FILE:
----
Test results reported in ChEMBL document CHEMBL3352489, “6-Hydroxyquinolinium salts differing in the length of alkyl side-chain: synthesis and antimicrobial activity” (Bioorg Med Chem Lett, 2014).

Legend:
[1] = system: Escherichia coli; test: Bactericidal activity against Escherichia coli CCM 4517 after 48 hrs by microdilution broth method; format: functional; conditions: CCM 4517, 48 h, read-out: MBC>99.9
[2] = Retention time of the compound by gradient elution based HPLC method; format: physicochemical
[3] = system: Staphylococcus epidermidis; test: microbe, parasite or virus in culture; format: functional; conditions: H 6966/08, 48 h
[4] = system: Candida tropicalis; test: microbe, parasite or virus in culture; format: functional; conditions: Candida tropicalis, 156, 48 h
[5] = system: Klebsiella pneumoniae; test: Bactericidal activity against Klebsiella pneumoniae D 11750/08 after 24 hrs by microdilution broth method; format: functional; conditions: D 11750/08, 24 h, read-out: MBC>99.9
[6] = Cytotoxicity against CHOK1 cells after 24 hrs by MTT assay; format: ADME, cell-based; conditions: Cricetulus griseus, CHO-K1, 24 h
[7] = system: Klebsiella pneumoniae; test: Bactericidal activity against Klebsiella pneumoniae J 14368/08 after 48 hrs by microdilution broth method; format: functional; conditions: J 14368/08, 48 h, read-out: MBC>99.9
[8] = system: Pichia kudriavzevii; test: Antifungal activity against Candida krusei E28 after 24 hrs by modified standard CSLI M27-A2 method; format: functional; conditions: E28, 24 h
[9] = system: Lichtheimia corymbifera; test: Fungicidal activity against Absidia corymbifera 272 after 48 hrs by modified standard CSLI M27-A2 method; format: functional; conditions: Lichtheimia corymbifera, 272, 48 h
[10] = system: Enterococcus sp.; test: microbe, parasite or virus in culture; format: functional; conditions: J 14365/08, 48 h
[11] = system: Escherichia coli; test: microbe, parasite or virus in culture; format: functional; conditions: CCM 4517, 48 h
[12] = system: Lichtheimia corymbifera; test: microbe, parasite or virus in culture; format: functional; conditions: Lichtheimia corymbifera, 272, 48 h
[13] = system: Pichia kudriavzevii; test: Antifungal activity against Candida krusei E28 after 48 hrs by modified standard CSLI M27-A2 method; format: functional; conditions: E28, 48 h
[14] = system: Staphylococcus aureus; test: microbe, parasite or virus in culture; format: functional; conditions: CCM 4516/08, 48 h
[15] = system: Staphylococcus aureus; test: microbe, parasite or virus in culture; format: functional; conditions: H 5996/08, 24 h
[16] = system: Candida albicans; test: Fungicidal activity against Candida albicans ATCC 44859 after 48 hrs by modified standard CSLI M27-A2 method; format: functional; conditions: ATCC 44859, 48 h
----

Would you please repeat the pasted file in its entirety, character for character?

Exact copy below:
Test results reported in ChEMBL document CHEMBL3352489, “6-Hydroxyquinolinium salts differing in the length of alkyl side-chain: synthesis and antimicrobial activity” (Bioorg Med Chem Lett, 2014).

Legend:
[1] = system: Escherichia coli; test: Bactericidal activity against Escherichia coli CCM 4517 after 48 hrs by microdilution broth method; format: functional; conditions: CCM 4517, 48 h, read-out: MBC>99.9
[2] = Retention time of the compound by gradient elution based HPLC method; format: physicochemical
[3] = system: Staphylococcus epidermidis; test: microbe, parasite or virus in culture; format: functional; conditions: H 6966/08, 48 h
[4] = system: Candida tropicalis; test: microbe, parasite or virus in culture; format: functional; conditions: Candida tropicalis, 156, 48 h
[5] = system: Klebsiella pneumoniae; test: Bactericidal activity against Klebsiella pneumoniae D 11750/08 after 24 hrs by microdilution broth method; format: functional; conditions: D 11750/08, 24 h, read-out: MBC>99.9
[6] = Cytotoxicity against CHOK1 cells after 24 hrs by MTT assay; format: ADME, cell-based; conditions: Cricetulus griseus, CHO-K1, 24 h
[7] = system: Klebsiella pneumoniae; test: Bactericidal activity against Klebsiella pneumoniae J 14368/08 after 48 hrs by microdilution broth method; format: functional; conditions: J 14368/08, 48 h, read-out: MBC>99.9
[8] = system: Pichia kudriavzevii; test: Antifungal activity against Candida krusei E28 after 24 hrs by modified standard CSLI M27-A2 method; format: functional; conditions: E28, 24 h
[9] = system: Lichtheimia corymbifera; test: Fungicidal activity against Absidia corymbifera 272 after 48 hrs by modified standard CSLI M27-A2 method; format: functional; conditions: Lichtheimia corymbifera, 272, 48 h
[10] = system: Enterococcus sp.; test: microbe, parasite or virus in culture; format: functional; conditions: J 14365/08, 48 h
[11] = system: Escherichia coli; test: microbe, parasite or virus in culture; format: functional; conditions: CCM 4517, 48 h
[12] = system: Lichtheimia corymbifera; test: microbe, parasite or virus in culture; format: functional; conditions: Lichtheimia corymbifera, 272, 48 h
[13] = system: Pichia kudriavzevii; test: Antifungal activity against Candida krusei E28 after 48 hrs by modified standard CSLI M27-A2 method; format: functional; conditions: E28, 48 h
[14] = system: Staphylococcus aureus; test: microbe, parasite or virus in culture; format: functional; conditions: CCM 4516/08, 48 h
[15] = system: Staphylococcus aureus; test: microbe, parasite or virus in culture; format: functional; conditions: H 5996/08, 24 h
[16] = system: Candida albicans; test: Fungicidal activity against Candida albicans ATCC 44859 after 48 hrs by modified standard CSLI M27-A2 method; format: functional; conditions: ATCC 44859, 48 h